Researchers successfully send first-ever quantum-encrypted message in real-world setting
In an ambitious bid to use quantum mechanics for encryption, researchers have taken a promising new step toward securing communications leveraging photons in their different quantum-states â€“ this time, packing more than one bit of information per light particle.
Whereas scientists recently achieved quantum-encryption communications with one-bit-per-photon (in the form of a 1 or a 0 per each light particle), researchers at the University of Ottawa, Canada managed to pack two bits per photon (in the form of 01, 10, 00 or 11). They also managed to achieve successful data transfers in turbulent, real-world city conditions.
The high-dimensional encryption scheme is called 4D encryption â€“ stemming from the four possibilities of 01, 10, 00 or 11 per photon.
Research team leader Ebrahim Karimi said the work is a world-first, in that secured messages could be sent using 4D quantum encryption in realistic conditions, not just in environments devoid of interference, like labs.
“Our work is the first to send messages in a secure manner using high-dimensional quantum encryption in realistic city conditions, including turbulence,” said Karimi. “The secure, free-space communication scheme we demonstrated could potentially link Earth with satellites, securely connect places where it is too expensive to install fiber, or be used for encrypted communication with a moving object, such as an airplane.”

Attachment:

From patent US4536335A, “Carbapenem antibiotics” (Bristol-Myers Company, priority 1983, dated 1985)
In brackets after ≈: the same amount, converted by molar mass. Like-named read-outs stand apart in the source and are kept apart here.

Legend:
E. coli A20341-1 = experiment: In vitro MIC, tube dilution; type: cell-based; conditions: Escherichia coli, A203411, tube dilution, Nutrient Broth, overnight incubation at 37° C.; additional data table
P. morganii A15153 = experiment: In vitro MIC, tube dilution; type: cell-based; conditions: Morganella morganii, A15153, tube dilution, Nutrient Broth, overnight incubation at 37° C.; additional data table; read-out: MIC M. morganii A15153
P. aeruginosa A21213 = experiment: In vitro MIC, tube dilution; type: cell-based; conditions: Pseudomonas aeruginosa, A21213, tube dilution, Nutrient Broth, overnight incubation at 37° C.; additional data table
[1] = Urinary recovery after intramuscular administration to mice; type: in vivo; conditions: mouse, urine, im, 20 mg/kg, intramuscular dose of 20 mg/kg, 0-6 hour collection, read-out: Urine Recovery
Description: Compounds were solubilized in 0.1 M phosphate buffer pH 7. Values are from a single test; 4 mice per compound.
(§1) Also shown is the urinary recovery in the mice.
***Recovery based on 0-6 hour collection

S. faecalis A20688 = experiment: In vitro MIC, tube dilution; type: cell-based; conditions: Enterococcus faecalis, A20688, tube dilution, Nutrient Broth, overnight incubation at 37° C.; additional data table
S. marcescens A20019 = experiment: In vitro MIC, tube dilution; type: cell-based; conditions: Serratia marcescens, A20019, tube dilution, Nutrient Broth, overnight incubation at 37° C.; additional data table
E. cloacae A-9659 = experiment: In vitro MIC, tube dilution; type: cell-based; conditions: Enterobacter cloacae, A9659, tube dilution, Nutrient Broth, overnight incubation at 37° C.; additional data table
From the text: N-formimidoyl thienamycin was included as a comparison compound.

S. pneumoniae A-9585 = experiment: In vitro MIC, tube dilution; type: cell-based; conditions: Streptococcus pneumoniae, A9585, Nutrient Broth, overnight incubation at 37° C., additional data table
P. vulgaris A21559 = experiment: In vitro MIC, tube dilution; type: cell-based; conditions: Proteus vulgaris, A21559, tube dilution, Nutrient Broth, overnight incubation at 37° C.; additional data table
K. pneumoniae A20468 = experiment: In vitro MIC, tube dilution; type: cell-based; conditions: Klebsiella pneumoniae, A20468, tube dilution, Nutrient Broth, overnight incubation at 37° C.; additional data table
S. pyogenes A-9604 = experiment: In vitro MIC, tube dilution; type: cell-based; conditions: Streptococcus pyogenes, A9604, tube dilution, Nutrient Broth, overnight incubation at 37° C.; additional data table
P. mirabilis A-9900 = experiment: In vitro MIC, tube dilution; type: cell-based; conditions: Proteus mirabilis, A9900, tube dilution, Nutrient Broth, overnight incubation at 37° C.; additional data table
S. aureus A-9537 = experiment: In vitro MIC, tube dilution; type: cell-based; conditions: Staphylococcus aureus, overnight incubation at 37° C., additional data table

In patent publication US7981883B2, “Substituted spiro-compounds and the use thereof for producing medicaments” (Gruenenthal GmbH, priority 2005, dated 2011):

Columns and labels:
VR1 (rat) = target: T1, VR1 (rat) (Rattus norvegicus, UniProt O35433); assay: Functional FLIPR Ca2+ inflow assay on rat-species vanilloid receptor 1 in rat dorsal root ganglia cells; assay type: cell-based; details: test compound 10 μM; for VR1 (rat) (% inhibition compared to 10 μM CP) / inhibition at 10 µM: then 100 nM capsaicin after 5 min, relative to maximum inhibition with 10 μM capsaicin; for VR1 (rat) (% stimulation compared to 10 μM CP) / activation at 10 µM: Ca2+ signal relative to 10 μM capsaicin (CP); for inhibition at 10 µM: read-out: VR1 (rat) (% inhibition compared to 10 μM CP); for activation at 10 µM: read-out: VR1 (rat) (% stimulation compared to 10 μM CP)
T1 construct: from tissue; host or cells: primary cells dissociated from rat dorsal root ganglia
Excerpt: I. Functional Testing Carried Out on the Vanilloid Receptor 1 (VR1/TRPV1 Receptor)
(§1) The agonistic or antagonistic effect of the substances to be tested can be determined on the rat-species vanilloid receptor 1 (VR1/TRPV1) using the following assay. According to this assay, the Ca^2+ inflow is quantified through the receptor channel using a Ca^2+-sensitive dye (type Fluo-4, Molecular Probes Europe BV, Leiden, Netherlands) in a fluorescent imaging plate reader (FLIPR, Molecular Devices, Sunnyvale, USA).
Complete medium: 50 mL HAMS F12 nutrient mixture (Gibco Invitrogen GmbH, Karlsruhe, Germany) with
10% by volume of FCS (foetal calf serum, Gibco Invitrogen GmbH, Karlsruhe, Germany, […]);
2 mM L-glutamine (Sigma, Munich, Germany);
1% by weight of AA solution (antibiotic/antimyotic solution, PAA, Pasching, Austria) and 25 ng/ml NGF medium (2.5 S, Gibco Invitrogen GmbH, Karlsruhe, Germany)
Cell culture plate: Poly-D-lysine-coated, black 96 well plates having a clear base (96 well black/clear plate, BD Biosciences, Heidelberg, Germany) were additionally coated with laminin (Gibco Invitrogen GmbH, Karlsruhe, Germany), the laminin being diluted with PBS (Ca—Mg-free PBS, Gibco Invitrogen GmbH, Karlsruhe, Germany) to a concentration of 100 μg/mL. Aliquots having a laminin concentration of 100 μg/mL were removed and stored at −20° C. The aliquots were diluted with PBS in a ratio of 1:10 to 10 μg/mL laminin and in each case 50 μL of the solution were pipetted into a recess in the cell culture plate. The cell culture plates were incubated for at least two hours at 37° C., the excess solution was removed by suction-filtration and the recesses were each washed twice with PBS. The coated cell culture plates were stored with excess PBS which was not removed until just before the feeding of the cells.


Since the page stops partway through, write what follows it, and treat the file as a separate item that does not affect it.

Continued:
The researchers set their sensitive optical gear atop two buildings 0.3 kilometers apart and covered them with wooden boxes to provide some protection from wind, dust and precipitation. As a final product would sport some form of housing for protection, we can safely say the team didn”t cheat much.
“After much trial and error, they successfully sent messages secured with 4D quantum encryption over their intracity link. The messages exhibited an error rate of 11 percent, below the 19 percent threshold needed to maintain a secure connection,” reads the report published by The Optical Society.
Furthermore, by comparing 4D encryption with 2D encryption (i.e. two bits per photon versus one bit per photon), researchers found they could transmit 1.6 times more information per photon, even with turbulence.
Traditional encryption â€“ such as that advertised by messaging services Signal and WhatsApp â€“ largely relies on mathematics. But computers are becoming so powerful that securing communications will soon require a more advanced approach, experts believe.
Quantum encryption promises to make communications much more secure in the future as it relies not on math, but on the changing quantum states of subatomic particles (such as electrons and photons).
In a similar effort earlier this year, researchers from the Max Planck Institute went so far as to prove that any attempt to hack quantum-encrypted communications was futile because of the infamous “observer effect” in quantum physics â€“ where simply observing (or measuring) a system causes it to change.
Ottawa researchers plan to implement their findings into a much larger network that includes three nodes for their next test. They also plan to employ adaptive optics to further compensate for the turbulence and achieve more accurate results.
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